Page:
Rat Rod Magazine
“The problem is a clown on fire gets a lot of attention too, doesn’t make it a good thing either especially if you are the clown.”
—Jim Aust, former Senior Rod & Custom Magazine editor, discussing the rat rod movement.
(This review is based on Issue #53, February/March 2019).
Rat rods have been around at least since the early 1990s. Most rats are based on American cars and light trucks from the 1920s to the 1950s, typical hot rod material. These homemade cars are the antithesis of the expensively crafted show cars as found, for example, at the annual Grand National Roadster Show held in Pomona, California. Grit, oxidation, faded paint, exposed welds, dents and dings have become points of pride and the aesthetic heart of rat rodding. A corroded beer can for a filter cannister or a gearshift knob? Why not? A gargantuan pipe wrench for a front bumper? Sublime. Dangling wires escaping from the crude wooden dashboard? Why, this just adds to the appeal. A broadsword for a shifter—and who needs upholstery for the drilled bomber seats? The body should be channeled deep over the frame, the lower the better.
These stylistic appurtenances are quintessential rat rod, but exceptions abound. Why not, for a change, raise a rusted 1931 Ford high off the ground for off-road use? Why not create a rusty monster truckwith a single, massive, centered front tire? The soul of the hobby exudes crude, rebellious beauty. And the rat should be a shitload of fun to drive. We’re not talking here of any Kandy-Kolored Tangerine-Flake Streamlined Baby.
Rat Rod Magazine is going into its tenth year. Although it shares some values and content with Ol’ Skool Rodz and Car Kulture Deluxe, there are discernable differences. These other two magazines are geared to those building cars that reflect and pay homage to hot rods that were built during the late 1940s to the mid-1960s—thus “ol’ skool.” Although rats are sometimes featured there, most of the cars shown are well built and traditionally attractive. The layouts of these magazines are also traditional, looking similar to the layouts of the venerable Car Craft and (the now defunct) Rod & Custom Magazine. Rat Rod Magazine looks different from the others, and the articles and columns found in Rat Rod differ also.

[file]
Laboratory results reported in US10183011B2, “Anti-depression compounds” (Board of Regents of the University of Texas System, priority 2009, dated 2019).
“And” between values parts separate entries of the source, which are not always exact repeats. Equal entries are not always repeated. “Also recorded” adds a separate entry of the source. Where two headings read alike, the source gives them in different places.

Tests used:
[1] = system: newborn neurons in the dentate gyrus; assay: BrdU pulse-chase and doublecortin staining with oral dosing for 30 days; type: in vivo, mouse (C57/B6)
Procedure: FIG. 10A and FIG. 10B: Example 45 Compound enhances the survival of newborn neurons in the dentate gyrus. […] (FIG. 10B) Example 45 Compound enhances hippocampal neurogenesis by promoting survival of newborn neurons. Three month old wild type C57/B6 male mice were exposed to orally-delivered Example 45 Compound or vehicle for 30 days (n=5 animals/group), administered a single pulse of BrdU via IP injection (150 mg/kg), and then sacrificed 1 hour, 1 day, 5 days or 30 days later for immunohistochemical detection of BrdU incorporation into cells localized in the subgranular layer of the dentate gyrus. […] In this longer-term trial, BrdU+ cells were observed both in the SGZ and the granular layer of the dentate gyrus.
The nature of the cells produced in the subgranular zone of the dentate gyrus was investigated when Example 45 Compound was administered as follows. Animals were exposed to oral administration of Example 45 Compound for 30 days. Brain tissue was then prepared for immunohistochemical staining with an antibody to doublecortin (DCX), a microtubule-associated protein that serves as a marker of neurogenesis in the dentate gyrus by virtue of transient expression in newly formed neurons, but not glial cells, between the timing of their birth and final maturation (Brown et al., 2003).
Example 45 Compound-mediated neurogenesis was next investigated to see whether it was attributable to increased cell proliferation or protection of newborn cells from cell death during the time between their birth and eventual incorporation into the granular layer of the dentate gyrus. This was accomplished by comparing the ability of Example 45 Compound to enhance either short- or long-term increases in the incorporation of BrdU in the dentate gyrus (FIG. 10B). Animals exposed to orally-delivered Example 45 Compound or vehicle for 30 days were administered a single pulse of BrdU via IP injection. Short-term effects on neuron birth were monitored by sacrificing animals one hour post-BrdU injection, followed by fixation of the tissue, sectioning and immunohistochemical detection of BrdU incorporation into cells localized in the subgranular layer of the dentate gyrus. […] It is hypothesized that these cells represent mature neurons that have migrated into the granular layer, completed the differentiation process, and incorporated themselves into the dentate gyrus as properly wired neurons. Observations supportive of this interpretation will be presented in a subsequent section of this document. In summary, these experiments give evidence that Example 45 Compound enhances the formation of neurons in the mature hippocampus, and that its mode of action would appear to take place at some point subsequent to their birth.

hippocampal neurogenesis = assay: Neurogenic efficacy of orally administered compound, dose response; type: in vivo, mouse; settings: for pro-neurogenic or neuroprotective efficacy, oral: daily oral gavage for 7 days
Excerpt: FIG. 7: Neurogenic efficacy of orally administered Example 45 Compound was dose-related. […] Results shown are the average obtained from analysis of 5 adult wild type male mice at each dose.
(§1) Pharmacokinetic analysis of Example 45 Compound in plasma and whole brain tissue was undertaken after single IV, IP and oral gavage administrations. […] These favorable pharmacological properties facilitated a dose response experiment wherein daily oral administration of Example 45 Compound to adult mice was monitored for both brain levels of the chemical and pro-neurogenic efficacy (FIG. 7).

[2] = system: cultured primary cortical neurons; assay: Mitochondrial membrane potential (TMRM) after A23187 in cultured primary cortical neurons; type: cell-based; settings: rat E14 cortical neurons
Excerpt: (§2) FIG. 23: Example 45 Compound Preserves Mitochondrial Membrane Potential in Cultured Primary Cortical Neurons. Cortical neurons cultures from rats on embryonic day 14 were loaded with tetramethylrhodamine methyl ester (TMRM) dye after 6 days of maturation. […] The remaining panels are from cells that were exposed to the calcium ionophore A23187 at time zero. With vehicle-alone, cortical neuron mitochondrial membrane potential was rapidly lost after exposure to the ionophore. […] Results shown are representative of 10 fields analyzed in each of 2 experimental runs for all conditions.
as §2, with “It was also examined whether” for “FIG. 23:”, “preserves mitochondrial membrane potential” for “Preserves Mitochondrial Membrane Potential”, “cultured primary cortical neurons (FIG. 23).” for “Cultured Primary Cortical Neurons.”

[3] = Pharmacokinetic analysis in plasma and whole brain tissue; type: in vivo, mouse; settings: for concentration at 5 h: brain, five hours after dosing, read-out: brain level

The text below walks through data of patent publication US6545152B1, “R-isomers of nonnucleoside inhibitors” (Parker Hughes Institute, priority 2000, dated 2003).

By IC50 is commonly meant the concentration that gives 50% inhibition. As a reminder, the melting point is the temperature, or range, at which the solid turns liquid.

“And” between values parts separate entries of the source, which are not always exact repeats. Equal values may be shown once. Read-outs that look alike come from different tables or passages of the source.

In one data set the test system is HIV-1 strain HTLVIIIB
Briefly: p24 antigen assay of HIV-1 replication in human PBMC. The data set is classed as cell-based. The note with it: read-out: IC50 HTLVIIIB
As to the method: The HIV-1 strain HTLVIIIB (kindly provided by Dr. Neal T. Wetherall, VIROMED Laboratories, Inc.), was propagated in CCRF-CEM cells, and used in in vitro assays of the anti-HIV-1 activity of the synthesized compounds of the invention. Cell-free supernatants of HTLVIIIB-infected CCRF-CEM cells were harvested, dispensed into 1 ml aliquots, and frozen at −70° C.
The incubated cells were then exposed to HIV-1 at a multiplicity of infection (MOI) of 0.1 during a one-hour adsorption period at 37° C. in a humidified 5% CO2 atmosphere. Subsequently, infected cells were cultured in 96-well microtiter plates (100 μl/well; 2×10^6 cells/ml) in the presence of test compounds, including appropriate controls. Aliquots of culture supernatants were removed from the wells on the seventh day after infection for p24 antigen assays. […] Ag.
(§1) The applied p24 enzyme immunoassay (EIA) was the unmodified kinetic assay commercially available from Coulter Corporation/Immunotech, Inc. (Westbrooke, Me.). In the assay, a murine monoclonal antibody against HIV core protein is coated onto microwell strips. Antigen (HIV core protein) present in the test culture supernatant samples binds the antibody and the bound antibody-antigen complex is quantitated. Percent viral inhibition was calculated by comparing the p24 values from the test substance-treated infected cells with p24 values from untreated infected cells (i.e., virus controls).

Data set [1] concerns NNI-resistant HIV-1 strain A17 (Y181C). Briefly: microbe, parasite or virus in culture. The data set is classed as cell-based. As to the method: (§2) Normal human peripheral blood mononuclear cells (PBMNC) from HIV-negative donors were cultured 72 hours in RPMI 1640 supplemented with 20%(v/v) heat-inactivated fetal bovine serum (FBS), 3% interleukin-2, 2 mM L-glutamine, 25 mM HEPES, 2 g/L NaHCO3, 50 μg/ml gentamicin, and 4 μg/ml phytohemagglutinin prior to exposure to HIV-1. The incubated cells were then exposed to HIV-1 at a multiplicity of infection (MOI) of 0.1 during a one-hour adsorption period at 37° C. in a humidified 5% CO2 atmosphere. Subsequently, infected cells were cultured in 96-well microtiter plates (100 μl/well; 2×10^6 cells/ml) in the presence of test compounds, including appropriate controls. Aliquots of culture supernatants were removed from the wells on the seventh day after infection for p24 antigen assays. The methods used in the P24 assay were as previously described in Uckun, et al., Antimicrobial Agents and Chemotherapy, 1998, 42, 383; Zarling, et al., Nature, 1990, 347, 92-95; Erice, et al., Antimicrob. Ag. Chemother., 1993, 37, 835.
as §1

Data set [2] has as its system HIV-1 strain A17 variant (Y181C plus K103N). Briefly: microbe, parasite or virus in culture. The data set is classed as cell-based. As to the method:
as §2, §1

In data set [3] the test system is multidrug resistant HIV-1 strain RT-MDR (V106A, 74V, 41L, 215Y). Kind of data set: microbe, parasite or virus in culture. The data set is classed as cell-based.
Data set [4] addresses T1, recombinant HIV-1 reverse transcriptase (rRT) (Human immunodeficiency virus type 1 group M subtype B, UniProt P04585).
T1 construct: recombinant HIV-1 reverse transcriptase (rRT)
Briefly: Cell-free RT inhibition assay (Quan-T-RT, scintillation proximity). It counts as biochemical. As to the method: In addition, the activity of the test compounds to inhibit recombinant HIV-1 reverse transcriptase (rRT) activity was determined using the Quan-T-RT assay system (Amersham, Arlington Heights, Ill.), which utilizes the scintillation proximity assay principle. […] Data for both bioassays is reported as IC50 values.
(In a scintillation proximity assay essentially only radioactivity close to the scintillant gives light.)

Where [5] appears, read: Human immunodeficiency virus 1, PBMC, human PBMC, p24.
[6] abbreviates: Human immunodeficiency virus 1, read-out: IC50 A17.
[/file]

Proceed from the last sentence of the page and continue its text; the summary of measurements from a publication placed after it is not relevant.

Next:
The look of the magazine comes across as subtly more artistic than other hot rod magazines. The contents page has four small photos reproducing the title page of each featured article. These photos, stacked one atop the other on the right side of the page, are shown in low resolution, inviting a nostalgic almost sepia presentation. The respective page numbers, small and white, are directly to the left of each image. This composition is on a black field adjacent to a subliminally but sharply defined field of deep, deep brown. Editorial information is given in small font, on the last two pages, over a close-up of a rat interior. The article on the off-road 1931 Ford has a border of monochrome strips with an arboreal motif. Rat Rod uses double page layouts to advantage. The front cover, although a photograph, is photoshopped for the look and feel of a hand-drawn, hand-colored illustration. Some interior photographs are in monochrome. The art director Sotipops has done well.
Rat Rod Magazine is “veteran owned and proudly made in the USA.” Does this have something to do with its overall presentation? Although the featured car articles (the vehicles featured are well chosen) are quite similar to what would be found in other magazines, the technical articles are not. They do not measure up. These are somehow vague and not very informative. If a reader wanted to chop a top successfully, she would have to go elsewhere for better instruction than that offered in the Tommy Toolbox article. Luke Merrill’s explanation of automotive steering mechanisms is weak; Geoff Johnson’s advice on “funding your rat” is ambiguous. Most surprising is Pastor David’s Word. A column in a hot rod magazine praising Jesus Christ and quoting Billy Graham is rare if not unique.
It is safe to say that the taste for rat rods and rat rodding is an acquired taste—not for every car enthusiast. The same can be said for Rat Rod Magazine.
Copyright 2019, Bill Wolf (speedreaders.info).